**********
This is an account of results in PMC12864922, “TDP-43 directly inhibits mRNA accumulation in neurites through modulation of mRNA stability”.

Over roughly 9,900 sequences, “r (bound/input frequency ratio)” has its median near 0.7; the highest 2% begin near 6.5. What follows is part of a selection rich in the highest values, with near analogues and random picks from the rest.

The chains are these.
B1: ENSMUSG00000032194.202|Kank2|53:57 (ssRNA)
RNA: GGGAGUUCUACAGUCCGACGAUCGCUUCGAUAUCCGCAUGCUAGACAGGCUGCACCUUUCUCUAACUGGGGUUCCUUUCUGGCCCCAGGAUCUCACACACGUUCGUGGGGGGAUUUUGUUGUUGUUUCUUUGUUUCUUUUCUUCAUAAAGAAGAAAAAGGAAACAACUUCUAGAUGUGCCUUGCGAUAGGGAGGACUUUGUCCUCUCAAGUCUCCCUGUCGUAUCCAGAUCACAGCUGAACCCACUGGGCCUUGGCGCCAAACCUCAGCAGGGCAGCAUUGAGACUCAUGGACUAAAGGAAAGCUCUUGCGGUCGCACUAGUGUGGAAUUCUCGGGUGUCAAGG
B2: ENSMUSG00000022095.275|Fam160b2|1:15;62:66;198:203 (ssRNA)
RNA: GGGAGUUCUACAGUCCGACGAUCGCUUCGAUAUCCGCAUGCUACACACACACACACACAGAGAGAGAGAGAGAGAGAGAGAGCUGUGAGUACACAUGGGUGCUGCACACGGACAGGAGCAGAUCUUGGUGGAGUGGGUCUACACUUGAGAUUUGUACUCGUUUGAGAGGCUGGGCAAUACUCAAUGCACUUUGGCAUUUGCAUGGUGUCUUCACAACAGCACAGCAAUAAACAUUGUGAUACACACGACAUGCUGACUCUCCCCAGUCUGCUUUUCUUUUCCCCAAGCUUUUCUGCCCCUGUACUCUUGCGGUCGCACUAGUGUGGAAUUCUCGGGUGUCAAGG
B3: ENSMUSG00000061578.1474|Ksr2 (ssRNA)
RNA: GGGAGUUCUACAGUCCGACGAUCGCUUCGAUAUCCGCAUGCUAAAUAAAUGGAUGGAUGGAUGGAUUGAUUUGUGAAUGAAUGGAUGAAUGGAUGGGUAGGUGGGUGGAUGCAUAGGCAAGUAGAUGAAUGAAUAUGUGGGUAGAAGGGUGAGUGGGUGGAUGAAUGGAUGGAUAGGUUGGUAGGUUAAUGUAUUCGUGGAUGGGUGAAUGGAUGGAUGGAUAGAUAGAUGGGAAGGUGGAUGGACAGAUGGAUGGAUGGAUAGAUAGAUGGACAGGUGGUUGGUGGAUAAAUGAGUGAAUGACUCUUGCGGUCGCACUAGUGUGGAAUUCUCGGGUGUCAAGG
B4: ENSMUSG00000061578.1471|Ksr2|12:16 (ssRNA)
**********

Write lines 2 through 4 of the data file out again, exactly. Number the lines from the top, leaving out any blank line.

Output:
Over roughly 9,900 sequences, “r (bound/input frequency ratio)” has its median near 0.7; the highest 2% begin near 6.5. What follows is part of a selection rich in the highest values, with near analogues and random picks from the rest.

The chains are these.
B1: ENSMUSG00000032194.202|Kank2|53:57 (ssRNA)